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Protect Your Lungs from Wildfire Smoke

Posted by John on July 28th, 2008

If you’ve ever been to Los Angeles, you may wonder how the air there could get any dirtier. Well, it has… In Orange County, CA, wildfire smoke has caused fine particulate pollution to reach levels that are up to 100 times higher than those on the smoggiest days. This is a serious health threat that can cause respiratory and cardiovascular problems.

If you live near a wildfire, you should stay indoors and keep windows closed. However, even these precautions won’t keep the smoke out. The tiny particles in smoke pollution are small enough to make their way through cracks and gaps in buildings.

Frank Hammes, President of IQAir North America, Inc., trains indoor air quality professionals on ways to help residents create healthier indoor environments during natural disasters such as wildfires. Hammes offers the following tips to protect your lungs from wildfire smoke:

After closing doors and windows, use duct tape and plastic sheeting to seal cracks around the doors and outside vents.

Replace your furnace filter with a high-efficiency filter upgrade. These are available from most hardware and home improvement stores and cost $10-20.

Run your air conditioning system. You can run the fan only, if you are comfortable with the temperature. Constantly cycling the air through your air conditioning system with upgraded air filters will remove some of the air pollutants.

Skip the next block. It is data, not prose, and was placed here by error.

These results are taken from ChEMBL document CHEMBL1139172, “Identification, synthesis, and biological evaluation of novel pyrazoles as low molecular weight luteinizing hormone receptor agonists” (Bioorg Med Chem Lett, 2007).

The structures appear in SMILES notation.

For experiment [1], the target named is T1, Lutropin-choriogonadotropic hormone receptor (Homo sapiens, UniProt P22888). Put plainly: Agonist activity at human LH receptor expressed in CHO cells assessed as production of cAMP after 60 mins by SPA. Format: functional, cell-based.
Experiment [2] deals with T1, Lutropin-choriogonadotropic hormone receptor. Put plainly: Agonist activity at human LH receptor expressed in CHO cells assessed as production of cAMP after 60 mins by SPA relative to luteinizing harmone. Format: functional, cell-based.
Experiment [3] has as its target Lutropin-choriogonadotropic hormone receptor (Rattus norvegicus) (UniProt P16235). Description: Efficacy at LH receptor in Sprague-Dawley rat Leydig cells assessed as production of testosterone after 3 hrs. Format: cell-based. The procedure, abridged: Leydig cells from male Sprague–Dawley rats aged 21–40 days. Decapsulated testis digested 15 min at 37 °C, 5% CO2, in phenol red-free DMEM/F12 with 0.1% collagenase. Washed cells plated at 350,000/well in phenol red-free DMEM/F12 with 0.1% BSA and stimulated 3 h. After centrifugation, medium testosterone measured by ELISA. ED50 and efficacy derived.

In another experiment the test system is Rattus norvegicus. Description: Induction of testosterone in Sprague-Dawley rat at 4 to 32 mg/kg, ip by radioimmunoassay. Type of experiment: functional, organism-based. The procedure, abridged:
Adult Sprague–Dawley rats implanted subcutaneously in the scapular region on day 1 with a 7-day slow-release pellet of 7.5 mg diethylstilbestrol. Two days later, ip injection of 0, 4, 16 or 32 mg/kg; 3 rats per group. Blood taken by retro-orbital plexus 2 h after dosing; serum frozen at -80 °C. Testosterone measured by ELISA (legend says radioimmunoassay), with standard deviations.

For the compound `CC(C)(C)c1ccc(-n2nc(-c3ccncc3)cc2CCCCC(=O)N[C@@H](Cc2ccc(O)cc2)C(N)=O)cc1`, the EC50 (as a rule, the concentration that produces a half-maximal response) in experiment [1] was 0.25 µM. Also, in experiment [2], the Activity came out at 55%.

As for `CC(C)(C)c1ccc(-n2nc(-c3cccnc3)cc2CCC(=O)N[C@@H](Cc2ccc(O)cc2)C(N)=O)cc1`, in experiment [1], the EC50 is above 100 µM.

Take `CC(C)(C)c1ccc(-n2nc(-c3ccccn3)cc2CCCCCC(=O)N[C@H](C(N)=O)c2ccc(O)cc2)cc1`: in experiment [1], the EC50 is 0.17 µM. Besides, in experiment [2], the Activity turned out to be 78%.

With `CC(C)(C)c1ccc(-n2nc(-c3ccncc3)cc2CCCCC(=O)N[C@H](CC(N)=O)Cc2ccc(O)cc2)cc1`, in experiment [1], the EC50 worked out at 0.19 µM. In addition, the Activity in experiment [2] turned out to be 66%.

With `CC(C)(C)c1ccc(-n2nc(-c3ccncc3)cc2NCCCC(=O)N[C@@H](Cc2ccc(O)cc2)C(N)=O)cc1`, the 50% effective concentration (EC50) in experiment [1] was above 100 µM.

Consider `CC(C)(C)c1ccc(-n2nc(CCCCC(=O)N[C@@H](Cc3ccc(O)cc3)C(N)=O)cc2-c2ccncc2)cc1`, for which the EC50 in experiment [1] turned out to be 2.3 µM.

Don’t run your bathroom exhaust fans, since this can cause more polluted outside air to be drawn into the home.

IQAir air purifiers for smoke removal Create a safe room within your house with the help of a room air cleaner with a HEPA filter. This will be the room where particularly sensitive members of your family, those with emphysema, allergies or asthma can retreat to. Room air cleaners with HEPA filters are available through specialty retailers and can be purchased over the internet. Expect to pay about $700 for a good HEPA room air cleaner. Do NOT use ionizers or electrostatic precipitators that are commonly sold as air purifiers. These products can exacerbate breathing problems as they can create ozone and lead to increased deposition of particulates into lung tissue. Browse HEPA Air Purifiers from IQAir

If you do have to go outside, you may want to wear a fine dust mask (such as an N-95 rated mask), available at home improvement stores. These masks will typically sell for $5-$40. If you do not have access to a mask you may use a wet cloth to breathe through. Do not use the simple surgical masks, as used by doctors, because they are ineffective against small smoke particles.

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